|Australian Journal of Educational Technology
1988, 4(1), 70-71.
What will education be like in the year 2000 and beyond? The contributors to this book share a vision that it will differ from the present system in radical ways in terms of access, methods used and the range of resources available for teaching and learning. In particular, the book focuses on trends which are blurring the boundaries between distance education and mainstream, campus-based education - hence the sub-title reference to convergence in education.
The authors assume that distance education and mainstream education are located at the extremes of a continuum, students in the former receiving less face-to-face teacher support than in the latter. Another continuum distinguishes open (student-directed) education from closed (teacher-directed) education. Open learning systems are characterised by open access, freedom from time constraints choice of resources for learning, choice of learning strategies and student control over assessment.
The authors believe that distance education and mainstream education can be perceived to be converging and moving towards becoming open learning systems. Convergence at another level can be observed as distance and campus based systems begin to share more of each others' instructional methods. (For instance, modern communications technology is enabling distance education to share in the most obvious advantage of campus based learning: interactivity). Finally, the traditional clienteles served by each mode are changing and intermixing and therefore beginning to converge.
In the ten papers which comprise this thought provoking collection, the theme of convergence is thoroughly explored from various perspectives. Regrettably, in a review of this length not all of them can be given the attention that is their due but I will mention those which I personally found to be of particular interest. In the opening chapter Fred Jevons convincingly argues against the traditional prejudices held against distance education and shows that this mode of learning can offer benefits justifying its claim for parity of esteem. James Hall draws attention to what he terms "the pedagogy-technology gap" - a reference to the often overlooked fact that the availability of sophisticated technology does not automatically ensure effective learning: "It is not enough to convey facts and to develop students' communication skills. Rather, analysis, synthesis, application and, finally, evaluation or judgement are the hallmarks of the educated person... Emerging interactive telecommunications hold high promise to accommodate teaching and learning pedagogies which nurture and elicit such advanced skills and abilities from students. But those who create these educational pedagogies will need to be guided by well-defined concepts of what higher learning is really about and how it can be stimulated... Can we capture those concepts, those techniques for advanced learning, and realise them in distance education? This is the technology-pedagogy gap which must be overcome if the use of telecommunications in serving distance education is to be effective."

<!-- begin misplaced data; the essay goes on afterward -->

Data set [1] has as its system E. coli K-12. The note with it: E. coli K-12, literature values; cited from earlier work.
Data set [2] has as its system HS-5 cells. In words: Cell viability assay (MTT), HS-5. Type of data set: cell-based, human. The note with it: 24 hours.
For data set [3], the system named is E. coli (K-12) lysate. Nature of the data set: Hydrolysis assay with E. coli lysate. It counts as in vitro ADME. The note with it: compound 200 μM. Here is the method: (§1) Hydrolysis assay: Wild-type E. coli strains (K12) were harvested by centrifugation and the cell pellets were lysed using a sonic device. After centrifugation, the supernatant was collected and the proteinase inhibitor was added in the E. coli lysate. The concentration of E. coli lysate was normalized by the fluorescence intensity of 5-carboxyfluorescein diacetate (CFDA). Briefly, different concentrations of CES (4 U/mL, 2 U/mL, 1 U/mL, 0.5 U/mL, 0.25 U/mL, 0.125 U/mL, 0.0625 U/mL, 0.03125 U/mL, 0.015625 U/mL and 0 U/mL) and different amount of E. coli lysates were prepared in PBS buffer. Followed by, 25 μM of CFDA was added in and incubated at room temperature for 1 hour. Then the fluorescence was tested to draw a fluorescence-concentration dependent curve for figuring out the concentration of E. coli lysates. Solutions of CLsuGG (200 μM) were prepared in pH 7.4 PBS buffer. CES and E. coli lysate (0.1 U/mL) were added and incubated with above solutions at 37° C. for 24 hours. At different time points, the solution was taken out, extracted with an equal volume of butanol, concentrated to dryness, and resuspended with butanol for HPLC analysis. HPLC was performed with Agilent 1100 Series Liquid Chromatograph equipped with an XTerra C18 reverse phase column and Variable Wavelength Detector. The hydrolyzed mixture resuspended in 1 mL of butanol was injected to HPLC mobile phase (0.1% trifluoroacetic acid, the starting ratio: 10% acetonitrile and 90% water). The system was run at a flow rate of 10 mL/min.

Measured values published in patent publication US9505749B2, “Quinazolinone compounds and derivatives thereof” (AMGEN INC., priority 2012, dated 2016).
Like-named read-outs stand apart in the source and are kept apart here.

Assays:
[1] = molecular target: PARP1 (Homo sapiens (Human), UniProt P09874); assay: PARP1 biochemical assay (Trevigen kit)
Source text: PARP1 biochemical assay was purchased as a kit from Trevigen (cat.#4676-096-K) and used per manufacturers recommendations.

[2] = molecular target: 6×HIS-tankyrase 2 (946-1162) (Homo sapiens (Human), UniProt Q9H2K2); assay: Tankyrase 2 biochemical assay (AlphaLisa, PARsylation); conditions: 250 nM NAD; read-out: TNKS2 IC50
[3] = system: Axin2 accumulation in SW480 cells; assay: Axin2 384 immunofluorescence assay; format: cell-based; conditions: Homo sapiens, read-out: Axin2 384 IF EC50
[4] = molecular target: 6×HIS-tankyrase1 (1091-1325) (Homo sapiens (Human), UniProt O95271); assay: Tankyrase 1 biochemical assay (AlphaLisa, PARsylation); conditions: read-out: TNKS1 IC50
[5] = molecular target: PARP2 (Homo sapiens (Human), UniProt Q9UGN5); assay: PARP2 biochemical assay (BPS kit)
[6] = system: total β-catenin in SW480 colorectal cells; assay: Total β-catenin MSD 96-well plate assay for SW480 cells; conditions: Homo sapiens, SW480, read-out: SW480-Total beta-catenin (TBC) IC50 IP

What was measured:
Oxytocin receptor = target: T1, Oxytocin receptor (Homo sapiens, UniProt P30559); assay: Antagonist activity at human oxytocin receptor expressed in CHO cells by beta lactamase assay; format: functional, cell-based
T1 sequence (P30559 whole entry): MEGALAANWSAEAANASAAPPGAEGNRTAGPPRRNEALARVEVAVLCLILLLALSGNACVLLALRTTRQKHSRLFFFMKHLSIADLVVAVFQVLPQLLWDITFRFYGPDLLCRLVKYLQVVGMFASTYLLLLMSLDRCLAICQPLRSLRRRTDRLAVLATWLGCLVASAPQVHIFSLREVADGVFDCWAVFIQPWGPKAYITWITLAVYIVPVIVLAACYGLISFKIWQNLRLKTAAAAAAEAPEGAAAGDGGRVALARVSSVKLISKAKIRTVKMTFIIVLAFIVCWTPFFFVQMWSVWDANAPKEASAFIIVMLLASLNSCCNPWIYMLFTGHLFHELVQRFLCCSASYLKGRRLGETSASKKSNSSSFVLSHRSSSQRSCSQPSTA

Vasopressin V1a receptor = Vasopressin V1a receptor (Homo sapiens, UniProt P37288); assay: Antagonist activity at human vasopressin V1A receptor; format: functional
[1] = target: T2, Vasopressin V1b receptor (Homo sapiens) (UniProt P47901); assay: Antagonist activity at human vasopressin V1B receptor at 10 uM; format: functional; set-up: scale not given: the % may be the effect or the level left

The remaining papers form a useful overview of the field of Distance Education. The complete list includes: Distance education and campus-based education: Parity of esteem (Jevons); Distance education and educational change (Smith); Bridging the technology-pedagogy gap (Hall); Distance education in Kenya: A third world view (Matiru); Towards open learning (Foks); Collaboration between the industrial and educational sectors (Ledwidge and Miller); Convergence in practice at Griffith University (Ross); Staff development needs for universities: Mainstream and distance education (Paul); Staff development needs in distance education and campus-based education: Are they different? (Sewart); Barriers to convergence in Australian higher education (Kelly).
University of New South Wales
|Please cite as: Singh, K. (1988). Review of Distance Education and the Mainstream: Convergence in Education. Australian Journal of Educational Technology, 4(1), 70-71. http://www.ascilite.org.au/ajet/ajet4/singh.html|